Losing a parent at any age is difficult, but it’s especially hard on children. It’s estimated that as many as 1.5 million children will lose one or both of their parents by the age of 15. And two of the most difficult days of the year for grieving kids are Mother’s and Father’s Day – when the celebration of parents puts the loss center stage. How can you help a grieving child cope?
Here’s one story of how a young girl’s father came up with a meaningful way to help his daughter grieve the loss of her mother.
Mary’s* mother died shortly after her third birthday. Mary’s father Steve*, although suffering with his own grief, was wise enough to understand that Mary needed a way to remember her mother. So, at the suggestion of his grief counselor, Steve created a “Mama Drawer” in Mary’s room. His counselor had also educated Steve on the unique ways that children come to terms with death. For example, young children don’t grasp the finality of death, so Steve had to be very specific about the Mama Drawer’s purpose and not give the impression that Mama would come back and look at or touch the items in the drawer.
Steve showed Mary the drawer and invited her to put any special items in this drawer. He told Mary that the drawer could be a place where Mary could go to remember and think about her mother.
So, on special days such as birthdays, holidays like Mother’s Day, Mary would put into the drawer drawings, gifts or other treasures a small child is apt to find. She and Steve would say, “this goes into the Mama Drawer.” If appropriate, Steve would share a special memory with Mary about his wife.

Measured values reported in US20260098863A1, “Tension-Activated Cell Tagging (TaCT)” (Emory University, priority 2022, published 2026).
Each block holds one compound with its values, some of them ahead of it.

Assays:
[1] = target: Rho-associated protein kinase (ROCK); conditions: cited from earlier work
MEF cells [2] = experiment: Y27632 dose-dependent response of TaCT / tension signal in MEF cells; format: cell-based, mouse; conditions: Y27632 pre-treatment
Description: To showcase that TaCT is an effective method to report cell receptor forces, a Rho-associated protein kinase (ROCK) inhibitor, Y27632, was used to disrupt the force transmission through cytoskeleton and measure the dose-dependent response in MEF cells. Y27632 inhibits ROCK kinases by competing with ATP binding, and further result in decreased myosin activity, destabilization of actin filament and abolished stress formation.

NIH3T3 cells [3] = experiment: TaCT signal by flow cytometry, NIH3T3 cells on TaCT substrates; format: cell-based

By creating a space that was devoted to her mother, Mary was able to still, in some small but meaningful way, use all the mementos that churches, daycares and schools create for Mother’s Day. It helped Mary participate in the celebration of her mother, even though her mother was no longer physically able to be in her life.
Do you know a child who is grieving? Special days are often the most difficult because there is an air of celebration that the bereaved may not feel. Consider using one of the ideas from Ele’s Place, an organization that is dedicated to creating awareness of and support for grieving children and their families. Their resource page Holiday Tips for Grieving Families contains over 30 ideas gathered from children who are grieving the loss of a loved one. Ele’s Place staff also recommends When Dinosaurs Die, which is a book that concretely explains the concept of death to young children.
For more information on helping grieving kids, visit our Helping Children and Teens Grieve page.
*Editor’s note: names have been changed to maintain privacy.